Altered spinogenesis in iPSC-derived cortical neurons from patients with autism carrying de novo SHANK3 mutations.
Sci Rep. 2019 Jan 14;9(1):94
Authors: Gouder L, Vitrac A, Goubran-Botros H, Danckaert A, Tinevez JY, André-Leroux G, Atanasova E, Lemière N, Biton A, Leblond CS, Poulet A, Boland A, Deleuze JF, Benchoua A, Delorme R, Bourgeron T, Cloëz-Tayarani I
The synaptic protein SHANK3 encodes a multidomain scaffold protein expressed at the postsynaptic density of neuronal excitatory synapses. We previously identified de novo SHANK3 mutations in patients with autism spectrum disorders (ASD) and showed that SHANK3 represents one of the major genes for ASD. Here, we analyzed the pyramidal cortical neurons derived from induced pluripotent stem cells from four patients with ASD carrying SHANK3 de novo truncating mutations. At 40-45 days after the differentiation of neural stem cells, dendritic spines from pyramidal neurons presented variable morphologies: filopodia, thin, stubby and muschroom, as measured in 3D using GFP labeling and immunofluorescence. As compared to three controls, we observed a significant decrease in SHANK3 mRNA levels (less than 50% of controls) in correlation with a significant reduction in dendritic spine densities and whole spine and spine head volumes. These results, obtained through the analysis of de novo SHANK3 mutations in the patients’ genomic background, provide further support for the presence of synaptic abnormalities in a subset of patients with ASD.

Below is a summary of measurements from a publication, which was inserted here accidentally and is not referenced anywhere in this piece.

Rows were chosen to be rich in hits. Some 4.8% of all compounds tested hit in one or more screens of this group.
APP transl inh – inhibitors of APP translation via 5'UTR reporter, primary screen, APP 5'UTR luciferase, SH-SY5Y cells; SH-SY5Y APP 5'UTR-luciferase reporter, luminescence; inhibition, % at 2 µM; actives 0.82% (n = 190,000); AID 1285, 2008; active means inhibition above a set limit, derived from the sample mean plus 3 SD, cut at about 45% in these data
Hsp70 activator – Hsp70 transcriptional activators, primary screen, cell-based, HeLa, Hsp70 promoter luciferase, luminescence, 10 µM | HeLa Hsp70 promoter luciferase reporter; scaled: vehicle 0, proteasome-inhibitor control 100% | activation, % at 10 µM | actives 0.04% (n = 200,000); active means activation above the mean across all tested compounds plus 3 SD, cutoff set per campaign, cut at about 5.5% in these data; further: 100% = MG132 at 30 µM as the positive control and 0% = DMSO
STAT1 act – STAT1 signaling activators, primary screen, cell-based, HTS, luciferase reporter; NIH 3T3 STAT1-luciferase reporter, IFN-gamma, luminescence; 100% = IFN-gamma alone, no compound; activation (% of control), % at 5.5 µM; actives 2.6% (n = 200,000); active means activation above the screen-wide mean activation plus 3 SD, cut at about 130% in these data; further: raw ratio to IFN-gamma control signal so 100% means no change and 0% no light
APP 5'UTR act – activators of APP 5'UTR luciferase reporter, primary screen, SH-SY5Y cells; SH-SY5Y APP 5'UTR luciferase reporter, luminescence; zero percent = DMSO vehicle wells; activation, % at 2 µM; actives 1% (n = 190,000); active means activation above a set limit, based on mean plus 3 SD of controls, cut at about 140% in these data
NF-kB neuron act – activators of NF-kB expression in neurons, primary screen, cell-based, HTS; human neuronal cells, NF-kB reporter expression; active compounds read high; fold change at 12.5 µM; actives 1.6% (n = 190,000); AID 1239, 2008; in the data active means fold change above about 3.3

PMID: 30643170 [PubMed – in process]